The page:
“It’s not that I’m so smart, it’s just that I stay with the problem longer.”
Albert Einstein knew that learning takes time; Emily Diehl and Dr. David Dockterman echo this sentiment in their webinars on Elements of Change. As Einstein demonstrated, putting in the time can have enormous benefits long-term, leading to not just a better understanding of the problem but also a better sense of how to solve it.
But what does this have to do with teaching? I suggest that as the complexities of education continue to deepen, it is worth taking the time to learn more about the science of learning so we are better equipped to tackle the challenges we face as educators. To help you with time management, I wanted to summarize some of the key learnings from this series of webinars that explore change through the lens of growth mindset, the brain science behind how we learn, and methods for adapting to changes in the classroom.
Emily Diehl and how to foster a growth mindset: learning zones vs. performance zones
Emily kicked off the webinar series with a discussion of “Fostering a Growth Mindset,” the understanding that you can improve and get better. She offered ways to foster a growth mindset, including suggesting that teachers and administrators create an environment that allows individuals to feel like they belong and have a place within the learning community, so they do not feel embarrassed or ashamed of making mistakes. She offered a practical way to do this is by setting up different “zones,” i.e. learning zones versus performance zones. In other words, students thrive when they have dedicated time for experimentation and permission to make mistakes, as opposed to taking a test or quiz to demonstrate mastery of a concept.
Dr. David Dockterman and how to understand the learning process: whole brain mathematics
David hosted “Focus on What Matters Most: Whole Brain Mathematics,” and explained that the brain operates as a committee that is made up of numerous smaller subcommittees. David explored how the different subcommittees – such as the linguistic or emotional subcommittee—may impact the way a student learns math. David suggested that it is important to first help students build a strong foundation for math learning by developing a learning mindset in order to help them progress to more advanced mathematics.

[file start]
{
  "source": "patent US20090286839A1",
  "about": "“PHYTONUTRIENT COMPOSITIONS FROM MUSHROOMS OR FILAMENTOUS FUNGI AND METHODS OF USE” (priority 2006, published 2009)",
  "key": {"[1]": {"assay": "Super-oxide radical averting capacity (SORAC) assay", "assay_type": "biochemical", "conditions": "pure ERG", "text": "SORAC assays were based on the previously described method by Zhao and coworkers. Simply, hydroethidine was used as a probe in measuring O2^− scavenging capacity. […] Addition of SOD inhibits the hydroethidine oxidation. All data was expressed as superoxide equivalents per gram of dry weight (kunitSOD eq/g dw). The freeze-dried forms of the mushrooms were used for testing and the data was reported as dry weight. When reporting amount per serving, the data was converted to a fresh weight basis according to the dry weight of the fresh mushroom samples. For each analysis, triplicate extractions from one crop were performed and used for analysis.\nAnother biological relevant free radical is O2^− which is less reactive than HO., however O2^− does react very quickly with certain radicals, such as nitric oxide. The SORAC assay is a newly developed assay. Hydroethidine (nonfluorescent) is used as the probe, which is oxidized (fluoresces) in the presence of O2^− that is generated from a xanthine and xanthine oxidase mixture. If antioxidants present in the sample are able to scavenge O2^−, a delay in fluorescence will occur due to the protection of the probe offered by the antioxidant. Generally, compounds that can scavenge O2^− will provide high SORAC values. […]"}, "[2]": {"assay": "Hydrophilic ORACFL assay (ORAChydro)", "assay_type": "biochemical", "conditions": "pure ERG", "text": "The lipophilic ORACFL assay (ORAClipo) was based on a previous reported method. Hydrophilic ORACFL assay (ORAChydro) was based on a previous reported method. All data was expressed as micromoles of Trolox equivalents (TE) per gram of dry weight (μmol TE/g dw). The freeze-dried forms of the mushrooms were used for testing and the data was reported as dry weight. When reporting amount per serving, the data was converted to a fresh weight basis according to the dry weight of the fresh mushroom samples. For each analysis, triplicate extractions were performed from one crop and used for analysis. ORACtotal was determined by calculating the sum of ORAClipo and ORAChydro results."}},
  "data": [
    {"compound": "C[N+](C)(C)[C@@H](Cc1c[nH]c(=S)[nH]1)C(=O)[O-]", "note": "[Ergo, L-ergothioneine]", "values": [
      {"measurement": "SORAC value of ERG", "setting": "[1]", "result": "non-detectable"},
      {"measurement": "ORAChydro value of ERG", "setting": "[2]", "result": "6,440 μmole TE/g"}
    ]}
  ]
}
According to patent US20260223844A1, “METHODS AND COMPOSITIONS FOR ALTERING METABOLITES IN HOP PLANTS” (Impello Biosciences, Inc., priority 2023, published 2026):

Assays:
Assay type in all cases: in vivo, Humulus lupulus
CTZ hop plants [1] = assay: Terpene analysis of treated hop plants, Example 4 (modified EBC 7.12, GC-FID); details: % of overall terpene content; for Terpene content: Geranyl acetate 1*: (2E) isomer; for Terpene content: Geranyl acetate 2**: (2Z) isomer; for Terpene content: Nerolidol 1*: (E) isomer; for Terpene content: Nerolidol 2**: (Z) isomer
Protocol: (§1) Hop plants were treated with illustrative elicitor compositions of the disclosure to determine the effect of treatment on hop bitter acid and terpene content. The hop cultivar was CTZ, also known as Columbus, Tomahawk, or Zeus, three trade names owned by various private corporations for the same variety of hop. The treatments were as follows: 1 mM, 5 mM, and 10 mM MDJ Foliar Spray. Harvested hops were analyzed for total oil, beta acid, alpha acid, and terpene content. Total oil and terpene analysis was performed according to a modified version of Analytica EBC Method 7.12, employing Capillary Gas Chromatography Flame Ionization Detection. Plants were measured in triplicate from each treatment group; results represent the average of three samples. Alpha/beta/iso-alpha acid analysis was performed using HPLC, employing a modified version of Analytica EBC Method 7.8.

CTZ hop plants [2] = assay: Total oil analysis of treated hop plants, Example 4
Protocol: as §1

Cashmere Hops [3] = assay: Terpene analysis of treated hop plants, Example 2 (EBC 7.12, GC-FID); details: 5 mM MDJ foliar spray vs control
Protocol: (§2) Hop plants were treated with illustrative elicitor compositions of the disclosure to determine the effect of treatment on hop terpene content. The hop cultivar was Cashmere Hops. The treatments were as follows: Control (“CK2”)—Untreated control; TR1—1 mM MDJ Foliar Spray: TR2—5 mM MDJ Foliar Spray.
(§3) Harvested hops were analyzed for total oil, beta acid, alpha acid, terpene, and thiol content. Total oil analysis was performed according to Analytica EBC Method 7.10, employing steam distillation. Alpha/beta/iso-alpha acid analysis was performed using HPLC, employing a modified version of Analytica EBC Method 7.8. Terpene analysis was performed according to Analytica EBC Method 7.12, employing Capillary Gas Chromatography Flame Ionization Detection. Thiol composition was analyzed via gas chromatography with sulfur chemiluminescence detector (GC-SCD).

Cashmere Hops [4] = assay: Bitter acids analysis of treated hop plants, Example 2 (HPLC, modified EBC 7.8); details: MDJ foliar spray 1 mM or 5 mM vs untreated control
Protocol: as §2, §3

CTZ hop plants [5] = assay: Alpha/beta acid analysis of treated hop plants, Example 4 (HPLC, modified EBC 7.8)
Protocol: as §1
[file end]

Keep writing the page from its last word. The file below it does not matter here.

Of course, this is easier said than done. To put himself in the shoes of a student learning something completely new, David shared an anecdote of learning how to fly-fish. My colleagues and I were all interested in how he would make this story work. At first, he was frustrated by not being immediately successful. A friend, a former teacher, reminded David that when students are struggling to master the material in a classroom, just as David was struggling to master fly-fishing, “sometimes it just takes time.” I am drawn to this story because it is a great reminder of what it is like to be introduced to something new and the learning process one goes through while mastering a task – a process that takes time.
Treve Brinkman and Nikki LaLonde and how to use the Instructional Practices Inventory: characteristics of a model classroom
Treve and Nikki wrapped up by providing an interactive discussion on “Teacher as Force Multiplier.” The pair presented the Instructional Practices Inventory (IPI) tool while walking through math class scenarios and offered practice for using the IPI, which can be used to identify areas for student growth and improvement. Treve and Nikki note that the IPI is a tool that can be used in schools right away. For example, it can be used while observing or walking through classes to compare and contrast individual classrooms with the characteristics of a model classroom as laid out in the IPI.
With a growth mindset, change offers more opportunities to grow and learn, whether it be in school or at home. Each of these webinars is applicable not only to math instruction, but also to everyday life. Take some time to explore the work of Emily, David, Treve, and Nikki and see what there is to learn about change and how you can apply their expertise to your work and life. And as you balance your busy professional and personal lives, don’t forget to…
… take time to smell the roses (or eat a banana).
-From the World of Curious George
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